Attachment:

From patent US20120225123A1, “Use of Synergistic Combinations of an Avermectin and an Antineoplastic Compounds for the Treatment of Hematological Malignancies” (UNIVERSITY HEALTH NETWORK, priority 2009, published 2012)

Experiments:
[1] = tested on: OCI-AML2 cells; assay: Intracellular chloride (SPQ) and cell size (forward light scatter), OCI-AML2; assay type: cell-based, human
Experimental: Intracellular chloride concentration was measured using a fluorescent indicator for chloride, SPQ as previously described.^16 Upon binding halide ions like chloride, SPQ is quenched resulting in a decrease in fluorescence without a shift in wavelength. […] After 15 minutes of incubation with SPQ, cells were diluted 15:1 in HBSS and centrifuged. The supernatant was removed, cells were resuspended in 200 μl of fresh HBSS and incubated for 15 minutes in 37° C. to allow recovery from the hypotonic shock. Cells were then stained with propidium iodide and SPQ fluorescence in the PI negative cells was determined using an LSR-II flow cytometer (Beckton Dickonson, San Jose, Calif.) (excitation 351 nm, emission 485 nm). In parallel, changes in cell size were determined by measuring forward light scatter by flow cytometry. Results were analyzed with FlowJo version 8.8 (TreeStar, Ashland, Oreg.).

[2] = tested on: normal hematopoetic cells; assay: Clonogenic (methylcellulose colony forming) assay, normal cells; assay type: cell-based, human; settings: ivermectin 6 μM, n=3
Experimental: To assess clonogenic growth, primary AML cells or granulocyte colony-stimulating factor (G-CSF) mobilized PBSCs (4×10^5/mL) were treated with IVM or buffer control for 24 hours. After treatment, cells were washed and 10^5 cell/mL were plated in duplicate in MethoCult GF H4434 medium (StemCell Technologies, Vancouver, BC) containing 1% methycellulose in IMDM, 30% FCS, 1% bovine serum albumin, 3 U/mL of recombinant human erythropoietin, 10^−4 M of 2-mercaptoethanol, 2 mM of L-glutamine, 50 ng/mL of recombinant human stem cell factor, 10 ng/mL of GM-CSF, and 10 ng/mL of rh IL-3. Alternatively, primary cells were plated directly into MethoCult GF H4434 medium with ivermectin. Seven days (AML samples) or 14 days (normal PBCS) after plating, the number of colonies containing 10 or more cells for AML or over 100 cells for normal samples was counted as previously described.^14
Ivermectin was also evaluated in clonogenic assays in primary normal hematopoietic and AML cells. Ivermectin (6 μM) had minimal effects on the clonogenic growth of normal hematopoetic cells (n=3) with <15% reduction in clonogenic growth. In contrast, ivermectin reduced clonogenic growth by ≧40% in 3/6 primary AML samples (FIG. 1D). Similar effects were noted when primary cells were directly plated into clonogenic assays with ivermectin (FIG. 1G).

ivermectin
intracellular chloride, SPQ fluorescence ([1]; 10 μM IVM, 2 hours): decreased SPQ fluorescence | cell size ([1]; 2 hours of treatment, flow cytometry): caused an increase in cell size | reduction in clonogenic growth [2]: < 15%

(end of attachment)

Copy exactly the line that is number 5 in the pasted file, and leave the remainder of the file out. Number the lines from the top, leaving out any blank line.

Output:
[2] = tested on: normal hematopoetic cells; assay: Clonogenic (methylcellulose colony forming) assay, normal cells; assay type: cell-based, human; settings: ivermectin 6 μM, n=3